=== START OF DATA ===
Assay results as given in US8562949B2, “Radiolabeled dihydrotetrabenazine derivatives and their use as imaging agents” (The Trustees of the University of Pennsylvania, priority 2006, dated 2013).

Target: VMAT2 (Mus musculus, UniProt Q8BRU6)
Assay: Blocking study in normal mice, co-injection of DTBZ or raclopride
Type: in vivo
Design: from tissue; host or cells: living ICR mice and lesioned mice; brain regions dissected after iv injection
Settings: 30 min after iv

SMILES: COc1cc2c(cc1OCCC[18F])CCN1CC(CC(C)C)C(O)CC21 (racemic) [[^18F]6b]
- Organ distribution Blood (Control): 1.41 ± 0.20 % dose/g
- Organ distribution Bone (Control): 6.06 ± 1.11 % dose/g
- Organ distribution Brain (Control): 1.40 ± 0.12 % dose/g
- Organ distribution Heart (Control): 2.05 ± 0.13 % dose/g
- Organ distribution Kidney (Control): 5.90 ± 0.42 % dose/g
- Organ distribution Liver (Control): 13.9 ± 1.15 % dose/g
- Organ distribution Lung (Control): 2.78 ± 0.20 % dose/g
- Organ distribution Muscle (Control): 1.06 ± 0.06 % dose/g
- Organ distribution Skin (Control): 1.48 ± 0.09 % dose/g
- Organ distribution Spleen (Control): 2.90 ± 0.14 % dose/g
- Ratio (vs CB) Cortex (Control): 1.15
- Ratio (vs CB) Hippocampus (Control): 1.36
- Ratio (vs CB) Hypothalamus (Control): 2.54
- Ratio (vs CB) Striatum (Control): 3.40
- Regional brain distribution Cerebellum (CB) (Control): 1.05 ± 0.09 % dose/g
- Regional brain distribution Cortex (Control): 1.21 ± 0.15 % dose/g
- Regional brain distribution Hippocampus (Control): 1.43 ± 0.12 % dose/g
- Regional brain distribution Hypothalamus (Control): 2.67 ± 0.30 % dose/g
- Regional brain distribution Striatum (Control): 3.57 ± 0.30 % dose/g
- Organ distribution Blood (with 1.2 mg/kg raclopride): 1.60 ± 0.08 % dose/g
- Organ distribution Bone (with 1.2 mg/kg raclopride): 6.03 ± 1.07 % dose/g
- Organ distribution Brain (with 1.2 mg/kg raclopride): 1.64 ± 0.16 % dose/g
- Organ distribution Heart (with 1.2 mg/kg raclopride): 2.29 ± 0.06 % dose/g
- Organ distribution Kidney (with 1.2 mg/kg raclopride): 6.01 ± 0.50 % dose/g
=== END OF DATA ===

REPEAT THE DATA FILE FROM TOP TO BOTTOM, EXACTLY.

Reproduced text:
Assay results as given in US8562949B2, “Radiolabeled dihydrotetrabenazine derivatives and their use as imaging agents” (The Trustees of the University of Pennsylvania, priority 2006, dated 2013).

Target: VMAT2 (Mus musculus, UniProt Q8BRU6)
Assay: Blocking study in normal mice, co-injection of DTBZ or raclopride
Type: in vivo
Design: from tissue; host or cells: living ICR mice and lesioned mice; brain regions dissected after iv injection
Settings: 30 min after iv

SMILES: COc1cc2c(cc1OCCC[18F])CCN1CC(CC(C)C)C(O)CC21 (racemic) [[^18F]6b]
- Organ distribution Blood (Control): 1.41 ± 0.20 % dose/g
- Organ distribution Bone (Control): 6.06 ± 1.11 % dose/g
- Organ distribution Brain (Control): 1.40 ± 0.12 % dose/g
- Organ distribution Heart (Control): 2.05 ± 0.13 % dose/g
- Organ distribution Kidney (Control): 5.90 ± 0.42 % dose/g
- Organ distribution Liver (Control): 13.9 ± 1.15 % dose/g
- Organ distribution Lung (Control): 2.78 ± 0.20 % dose/g
- Organ distribution Muscle (Control): 1.06 ± 0.06 % dose/g
- Organ distribution Skin (Control): 1.48 ± 0.09 % dose/g
- Organ distribution Spleen (Control): 2.90 ± 0.14 % dose/g
- Ratio (vs CB) Cortex (Control): 1.15
- Ratio (vs CB) Hippocampus (Control): 1.36
- Ratio (vs CB) Hypothalamus (Control): 2.54
- Ratio (vs CB) Striatum (Control): 3.40
- Regional brain distribution Cerebellum (CB) (Control): 1.05 ± 0.09 % dose/g
- Regional brain distribution Cortex (Control): 1.21 ± 0.15 % dose/g
- Regional brain distribution Hippocampus (Control): 1.43 ± 0.12 % dose/g
- Regional brain distribution Hypothalamus (Control): 2.67 ± 0.30 % dose/g
- Regional brain distribution Striatum (Control): 3.57 ± 0.30 % dose/g
- Organ distribution Blood (with 1.2 mg/kg raclopride): 1.60 ± 0.08 % dose/g
- Organ distribution Bone (with 1.2 mg/kg raclopride): 6.03 ± 1.07 % dose/g
- Organ distribution Brain (with 1.2 mg/kg raclopride): 1.64 ± 0.16 % dose/g
- Organ distribution Heart (with 1.2 mg/kg raclopride): 2.29 ± 0.06 % dose/g
- Organ distribution Kidney (with 1.2 mg/kg raclopride): 6.01 ± 0.50 % dose/g